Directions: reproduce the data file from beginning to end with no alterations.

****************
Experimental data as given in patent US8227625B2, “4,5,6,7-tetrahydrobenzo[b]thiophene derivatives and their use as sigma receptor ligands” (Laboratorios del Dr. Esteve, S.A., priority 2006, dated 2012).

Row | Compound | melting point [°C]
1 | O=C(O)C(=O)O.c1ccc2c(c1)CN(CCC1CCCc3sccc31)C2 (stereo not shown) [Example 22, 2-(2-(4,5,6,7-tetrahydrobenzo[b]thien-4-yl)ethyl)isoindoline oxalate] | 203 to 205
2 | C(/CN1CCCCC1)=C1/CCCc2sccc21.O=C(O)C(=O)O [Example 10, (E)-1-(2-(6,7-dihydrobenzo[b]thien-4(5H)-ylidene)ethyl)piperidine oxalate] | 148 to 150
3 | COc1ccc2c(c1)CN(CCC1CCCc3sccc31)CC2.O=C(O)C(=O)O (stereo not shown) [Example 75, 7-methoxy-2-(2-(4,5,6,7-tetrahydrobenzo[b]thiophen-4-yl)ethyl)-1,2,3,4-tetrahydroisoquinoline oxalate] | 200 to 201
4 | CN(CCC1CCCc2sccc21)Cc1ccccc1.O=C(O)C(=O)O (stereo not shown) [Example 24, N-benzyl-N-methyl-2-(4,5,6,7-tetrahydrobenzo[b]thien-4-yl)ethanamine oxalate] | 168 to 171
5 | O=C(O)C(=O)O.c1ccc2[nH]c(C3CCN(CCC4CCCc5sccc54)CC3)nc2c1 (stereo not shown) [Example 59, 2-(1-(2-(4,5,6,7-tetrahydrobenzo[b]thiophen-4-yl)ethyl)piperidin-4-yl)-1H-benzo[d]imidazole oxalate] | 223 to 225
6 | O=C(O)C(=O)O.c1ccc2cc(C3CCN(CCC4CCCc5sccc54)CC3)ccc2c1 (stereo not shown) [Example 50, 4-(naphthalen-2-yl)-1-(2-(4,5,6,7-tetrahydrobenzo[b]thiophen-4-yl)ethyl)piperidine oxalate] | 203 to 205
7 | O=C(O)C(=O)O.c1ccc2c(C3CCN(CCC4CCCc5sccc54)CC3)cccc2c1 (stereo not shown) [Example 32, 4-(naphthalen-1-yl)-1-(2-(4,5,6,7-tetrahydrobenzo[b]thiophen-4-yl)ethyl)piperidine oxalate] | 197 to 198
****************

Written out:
Experimental data as given in patent US8227625B2, “4,5,6,7-tetrahydrobenzo[b]thiophene derivatives and their use as sigma receptor ligands” (Laboratorios del Dr. Esteve, S.A., priority 2006, dated 2012).

Row | Compound | melting point [°C]
1 | O=C(O)C(=O)O.c1ccc2c(c1)CN(CCC1CCCc3sccc31)C2 (stereo not shown) [Example 22, 2-(2-(4,5,6,7-tetrahydrobenzo[b]thien-4-yl)ethyl)isoindoline oxalate] | 203 to 205
2 | C(/CN1CCCCC1)=C1/CCCc2sccc21.O=C(O)C(=O)O [Example 10, (E)-1-(2-(6,7-dihydrobenzo[b]thien-4(5H)-ylidene)ethyl)piperidine oxalate] | 148 to 150
3 | COc1ccc2c(c1)CN(CCC1CCCc3sccc31)CC2.O=C(O)C(=O)O (stereo not shown) [Example 75, 7-methoxy-2-(2-(4,5,6,7-tetrahydrobenzo[b]thiophen-4-yl)ethyl)-1,2,3,4-tetrahydroisoquinoline oxalate] | 200 to 201
4 | CN(CCC1CCCc2sccc21)Cc1ccccc1.O=C(O)C(=O)O (stereo not shown) [Example 24, N-benzyl-N-methyl-2-(4,5,6,7-tetrahydrobenzo[b]thien-4-yl)ethanamine oxalate] | 168 to 171
5 | O=C(O)C(=O)O.c1ccc2[nH]c(C3CCN(CCC4CCCc5sccc54)CC3)nc2c1 (stereo not shown) [Example 59, 2-(1-(2-(4,5,6,7-tetrahydrobenzo[b]thiophen-4-yl)ethyl)piperidin-4-yl)-1H-benzo[d]imidazole oxalate] | 223 to 225
6 | O=C(O)C(=O)O.c1ccc2cc(C3CCN(CCC4CCCc5sccc54)CC3)ccc2c1 (stereo not shown) [Example 50, 4-(naphthalen-2-yl)-1-(2-(4,5,6,7-tetrahydrobenzo[b]thiophen-4-yl)ethyl)piperidine oxalate] | 203 to 205
7 | O=C(O)C(=O)O.c1ccc2c(C3CCN(CCC4CCCc5sccc54)CC3)cccc2c1 (stereo not shown) [Example 32, 4-(naphthalen-1-yl)-1-(2-(4,5,6,7-tetrahydrobenzo[b]thiophen-4-yl)ethyl)piperidine oxalate] | 197 to 198